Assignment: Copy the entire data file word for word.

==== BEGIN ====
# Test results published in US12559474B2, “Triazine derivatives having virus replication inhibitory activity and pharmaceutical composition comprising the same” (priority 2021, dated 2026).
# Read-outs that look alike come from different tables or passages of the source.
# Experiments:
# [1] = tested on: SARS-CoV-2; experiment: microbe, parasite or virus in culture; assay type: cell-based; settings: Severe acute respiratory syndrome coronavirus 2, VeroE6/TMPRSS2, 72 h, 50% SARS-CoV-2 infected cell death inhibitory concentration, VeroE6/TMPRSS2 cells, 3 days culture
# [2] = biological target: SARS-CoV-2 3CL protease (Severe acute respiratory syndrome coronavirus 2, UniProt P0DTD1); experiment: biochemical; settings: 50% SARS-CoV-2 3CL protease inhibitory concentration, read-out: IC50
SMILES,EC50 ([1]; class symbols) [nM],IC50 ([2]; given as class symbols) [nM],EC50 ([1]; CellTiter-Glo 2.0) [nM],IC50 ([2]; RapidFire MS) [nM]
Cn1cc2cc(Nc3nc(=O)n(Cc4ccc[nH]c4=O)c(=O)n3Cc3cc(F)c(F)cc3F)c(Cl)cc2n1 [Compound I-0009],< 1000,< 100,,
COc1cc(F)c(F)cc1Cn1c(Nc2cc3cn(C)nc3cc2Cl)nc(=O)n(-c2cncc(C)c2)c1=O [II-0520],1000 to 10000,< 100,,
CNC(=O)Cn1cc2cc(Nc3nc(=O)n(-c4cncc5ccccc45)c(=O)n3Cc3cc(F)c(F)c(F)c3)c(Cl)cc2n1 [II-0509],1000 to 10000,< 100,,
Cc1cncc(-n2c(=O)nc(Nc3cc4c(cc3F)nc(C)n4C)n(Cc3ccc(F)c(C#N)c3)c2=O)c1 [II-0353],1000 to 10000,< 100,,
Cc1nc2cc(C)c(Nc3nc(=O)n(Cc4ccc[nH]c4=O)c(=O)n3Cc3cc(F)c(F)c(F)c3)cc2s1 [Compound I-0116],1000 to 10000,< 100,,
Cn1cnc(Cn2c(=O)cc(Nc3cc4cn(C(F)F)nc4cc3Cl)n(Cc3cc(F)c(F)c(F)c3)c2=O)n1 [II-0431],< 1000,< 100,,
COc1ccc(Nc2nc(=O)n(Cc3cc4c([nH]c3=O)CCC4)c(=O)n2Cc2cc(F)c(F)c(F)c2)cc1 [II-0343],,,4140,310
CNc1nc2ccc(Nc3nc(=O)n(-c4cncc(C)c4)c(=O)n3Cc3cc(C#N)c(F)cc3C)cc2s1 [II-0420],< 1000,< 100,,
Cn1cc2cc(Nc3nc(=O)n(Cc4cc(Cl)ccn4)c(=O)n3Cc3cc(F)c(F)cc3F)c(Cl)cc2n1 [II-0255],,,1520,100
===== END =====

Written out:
# Test results published in US12559474B2, “Triazine derivatives having virus replication inhibitory activity and pharmaceutical composition comprising the same” (priority 2021, dated 2026).
# Read-outs that look alike come from different tables or passages of the source.
# Experiments:
# [1] = tested on: SARS-CoV-2; experiment: microbe, parasite or virus in culture; assay type: cell-based; settings: Severe acute respiratory syndrome coronavirus 2, VeroE6/TMPRSS2, 72 h, 50% SARS-CoV-2 infected cell death inhibitory concentration, VeroE6/TMPRSS2 cells, 3 days culture
# [2] = biological target: SARS-CoV-2 3CL protease (Severe acute respiratory syndrome coronavirus 2, UniProt P0DTD1); experiment: biochemical; settings: 50% SARS-CoV-2 3CL protease inhibitory concentration, read-out: IC50
SMILES,EC50 ([1]; class symbols) [nM],IC50 ([2]; given as class symbols) [nM],EC50 ([1]; CellTiter-Glo 2.0) [nM],IC50 ([2]; RapidFire MS) [nM]
Cn1cc2cc(Nc3nc(=O)n(Cc4ccc[nH]c4=O)c(=O)n3Cc3cc(F)c(F)cc3F)c(Cl)cc2n1 [Compound I-0009],< 1000,< 100,,
COc1cc(F)c(F)cc1Cn1c(Nc2cc3cn(C)nc3cc2Cl)nc(=O)n(-c2cncc(C)c2)c1=O [II-0520],1000 to 10000,< 100,,
CNC(=O)Cn1cc2cc(Nc3nc(=O)n(-c4cncc5ccccc45)c(=O)n3Cc3cc(F)c(F)c(F)c3)c(Cl)cc2n1 [II-0509],1000 to 10000,< 100,,
Cc1cncc(-n2c(=O)nc(Nc3cc4c(cc3F)nc(C)n4C)n(Cc3ccc(F)c(C#N)c3)c2=O)c1 [II-0353],1000 to 10000,< 100,,
Cc1nc2cc(C)c(Nc3nc(=O)n(Cc4ccc[nH]c4=O)c(=O)n3Cc3cc(F)c(F)c(F)c3)cc2s1 [Compound I-0116],1000 to 10000,< 100,,
Cn1cnc(Cn2c(=O)cc(Nc3cc4cn(C(F)F)nc4cc3Cl)n(Cc3cc(F)c(F)c(F)c3)c2=O)n1 [II-0431],< 1000,< 100,,
COc1ccc(Nc2nc(=O)n(Cc3cc4c([nH]c3=O)CCC4)c(=O)n2Cc2cc(F)c(F)c(F)c2)cc1 [II-0343],,,4140,310
CNc1nc2ccc(Nc3nc(=O)n(-c4cncc(C)c4)c(=O)n3Cc3cc(C#N)c(F)cc3C)cc2s1 [II-0420],< 1000,< 100,,
Cn1cc2cc(Nc3nc(=O)n(Cc4cc(Cl)ccn4)c(=O)n3Cc3cc(F)c(F)cc3F)c(Cl)cc2n1 [II-0255],,,1520,100